By 7:15 he’s taking inventory in the cowshed half a mile due East. There he counts and recounts and separates the sickly lookin’ fellers from the salubrious.
There’s a vet on call 24/ 7 in Toland, and one is even apt to call them for personal emergencies instead of Dr. Boodish because of their expediency. But Oswald doesn’t call. Even that time when he fell down the stairs and split his head open he didn’t call. Not a vet or Boodish M.D. He dusted off the first aid kit, applied hydrogen peroxide, then a three-years-past-expiration dab of Neosporin and a couple butterfly bandages. He got on with it.
The problem was Oswald’s gastrointestinal flare-ups, which occur every so often – usually about twenty four hours after his last bowl of chili. The vet was on the farm that day, giving him a hard time about the animal’s dietary specs, when he began to pass gas a bit uncontrollably, even aggressively (though inadvertently). They started to come on harder and louder, and there was really no recourse – the outhouse was too far away. So he ran behind the equipment shed and dropped trou. This the vet took as an egregious affront to her recommendations. She felt her repertoire of knowledge had been disrespected, so when Oswald finally came back around with a relieved expression and a cool towlet, she stood silent and jaded. Oswald pleaded, but to no avail:
“But I’m sick! Honest, I’m sorry, no, no you misunderstand!”
Then she opened her car door, “You’re right.” Then she closed the door and turned her over, “You are sick. A deranged lunatic. I’ll see to it that it’s known.”
As for the livestock the vet planted the calumny. So the murmurs go: there’s blood in his milk; no health food standards; does he shower? – which hurts Oswald. When anger comes after sadness he feels wronged. He feels he knows more about every facet of farming or ranching than the entire conglomerated peanut gallery. When tested there are minimal traces of protozoa in his produce.
“Minimal!?” says the gallery.
“Yes” says an honest Oswald.
Then they turn away in a supercilious fit of agitation.
8:15 means hosing down the milking shed, cleaning requisite areas, and filing the cows back into their paddocks. This takes longer than it used to. Fifteen, even ten years ago he’d round ’em up in a half hour and have the shed spick ‘n span. Now it can run ’em as long as two hours, the poor bastard. But I guess he wouldn’t have it any other way; he just wants to be alone with his animals.
10 o’clock break time.
By 10:30 the primary duties can’t be put off any longer. Fortunately he has some equipment to give him a hand. These include (but are not limited to) the automated spraying systems, columnized light intensifiers, John Deere tractors, the seed spreaders, and pitch forks. Most of the time the day calls for machinery upkeep. In essence, ‘ol Ozzie is a means to an end. The equipment does the work while he operates it. Orchestrates it. He’s the guy waving the stick in front of the band; the guy with the script behind the camera. He’s the guy with the mason jar of apple cider vinegar and always, curiously, the guy with only a bite left of a tunafish sandwich.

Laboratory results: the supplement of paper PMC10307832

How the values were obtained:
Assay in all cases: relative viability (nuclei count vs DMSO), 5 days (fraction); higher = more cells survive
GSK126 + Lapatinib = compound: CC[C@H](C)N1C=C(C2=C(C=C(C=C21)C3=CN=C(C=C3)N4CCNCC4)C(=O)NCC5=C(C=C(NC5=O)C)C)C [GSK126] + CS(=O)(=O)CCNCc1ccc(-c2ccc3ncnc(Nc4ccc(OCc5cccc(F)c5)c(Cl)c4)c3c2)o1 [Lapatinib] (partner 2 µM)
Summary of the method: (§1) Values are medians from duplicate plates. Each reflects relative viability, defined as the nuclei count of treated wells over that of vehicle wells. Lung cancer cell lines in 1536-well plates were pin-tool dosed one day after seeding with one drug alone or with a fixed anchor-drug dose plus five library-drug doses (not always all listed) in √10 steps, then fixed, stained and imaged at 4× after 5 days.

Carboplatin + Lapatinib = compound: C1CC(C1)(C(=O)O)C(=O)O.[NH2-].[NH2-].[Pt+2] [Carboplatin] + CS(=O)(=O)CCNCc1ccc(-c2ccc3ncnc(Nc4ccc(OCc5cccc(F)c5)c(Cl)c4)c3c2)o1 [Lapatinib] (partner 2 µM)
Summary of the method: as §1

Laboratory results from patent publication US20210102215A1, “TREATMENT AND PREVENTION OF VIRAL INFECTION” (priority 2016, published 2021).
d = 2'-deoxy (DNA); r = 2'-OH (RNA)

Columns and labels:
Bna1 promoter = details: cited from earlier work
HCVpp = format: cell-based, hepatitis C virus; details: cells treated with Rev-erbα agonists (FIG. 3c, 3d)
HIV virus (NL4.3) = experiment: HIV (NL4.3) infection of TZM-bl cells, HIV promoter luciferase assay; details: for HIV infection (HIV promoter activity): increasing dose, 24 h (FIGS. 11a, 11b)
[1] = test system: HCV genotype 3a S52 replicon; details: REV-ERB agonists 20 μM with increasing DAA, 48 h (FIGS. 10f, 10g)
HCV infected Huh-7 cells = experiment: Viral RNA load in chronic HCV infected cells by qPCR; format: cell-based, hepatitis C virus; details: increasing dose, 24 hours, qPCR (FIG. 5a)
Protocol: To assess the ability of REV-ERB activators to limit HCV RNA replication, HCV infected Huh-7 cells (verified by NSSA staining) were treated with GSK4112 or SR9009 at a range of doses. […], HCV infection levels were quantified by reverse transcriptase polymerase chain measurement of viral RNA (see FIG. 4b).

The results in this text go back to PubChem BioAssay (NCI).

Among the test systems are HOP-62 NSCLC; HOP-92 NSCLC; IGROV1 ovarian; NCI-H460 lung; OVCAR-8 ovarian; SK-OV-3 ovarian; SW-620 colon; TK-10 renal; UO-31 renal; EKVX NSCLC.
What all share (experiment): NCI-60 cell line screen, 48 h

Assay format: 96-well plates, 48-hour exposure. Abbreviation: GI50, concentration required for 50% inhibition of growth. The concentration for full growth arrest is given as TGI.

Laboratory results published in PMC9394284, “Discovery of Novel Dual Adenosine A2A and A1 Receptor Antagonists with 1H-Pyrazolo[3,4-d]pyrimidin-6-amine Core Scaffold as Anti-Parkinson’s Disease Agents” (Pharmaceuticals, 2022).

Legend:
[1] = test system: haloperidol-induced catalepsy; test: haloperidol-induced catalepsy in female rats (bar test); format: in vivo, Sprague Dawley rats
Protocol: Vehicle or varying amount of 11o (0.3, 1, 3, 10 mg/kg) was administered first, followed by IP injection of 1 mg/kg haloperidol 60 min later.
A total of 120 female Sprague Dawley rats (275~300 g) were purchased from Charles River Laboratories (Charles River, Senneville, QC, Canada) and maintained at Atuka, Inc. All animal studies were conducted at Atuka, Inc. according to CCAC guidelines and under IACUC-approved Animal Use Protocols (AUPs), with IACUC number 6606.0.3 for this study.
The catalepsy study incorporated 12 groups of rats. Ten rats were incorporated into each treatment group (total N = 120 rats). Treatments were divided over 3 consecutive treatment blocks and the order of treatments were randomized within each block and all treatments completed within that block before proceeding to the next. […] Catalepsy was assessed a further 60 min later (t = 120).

At some point between chores he takes to the office. He keeps to a sedulous manner of business once there: filing expense reports, organizing delivery itineraries, booking independent contractors, etc. etc.
Anyhow, the day’s almost over after white collar work. He closes the door to his office once he’s sated, but not without taking a few glances back and forth between vacant hallway and vacant room, apparently scanning for something he might need or may have missed, but it seems as though he’s longing for something whilst in this pose, or looking at things that aren’t there … at least according to the bird’s eye view.
And it ends how it started: milk the damn cows. Milk, milk, milk. Then hose the damn stables. Hose, hose, hose. Then latch the damn paddocks. Paddocks, paddocks, paddocks.
Whisky, whisky, whisky.
Feels faint; trudges.
Then he sleeps, sleeps, sleeps.
The pinky toe is worthless. Tonsils, appendixes, pinky toes – we can all get along without ’em. So they say they are unnecessary appendages, or superfluous anatomical accoutrements – that their existence is shameful, lingering evidence of past barbarism.
We aspire to forget this evolutionary past, at least everything leading up to the intelligentsia of Homo sapien. We rode the vicissitudes long and far and away from that loutish relative en route to a better, more couth tomorrow. So they say. And that “a hypnagogic jerk is expendable; it’s nothing but an ignominious, vestigial reflex, imperative to a time when our past was subjugated and slept in trees for security.” They pause and take a sip of coffee, then cross their legs effetely:
“We weren’t the Apex Predator. At best we were average animals with opposable thumbs. We’d be wise to forget all about it and begin with the rise of civilizations.”
His bald head glistens in the moonlight, and his open, toothless mouth gapes at oncoming recollections.
He’s sleeping in Mountain time when he feels a jolt of nostalgia, born through the remnants of years past, and off he goes changing time, both above the surface and below.
“What the fuck you doin’ coolie on this here railroad?”
The Asian man stammers with ignorance.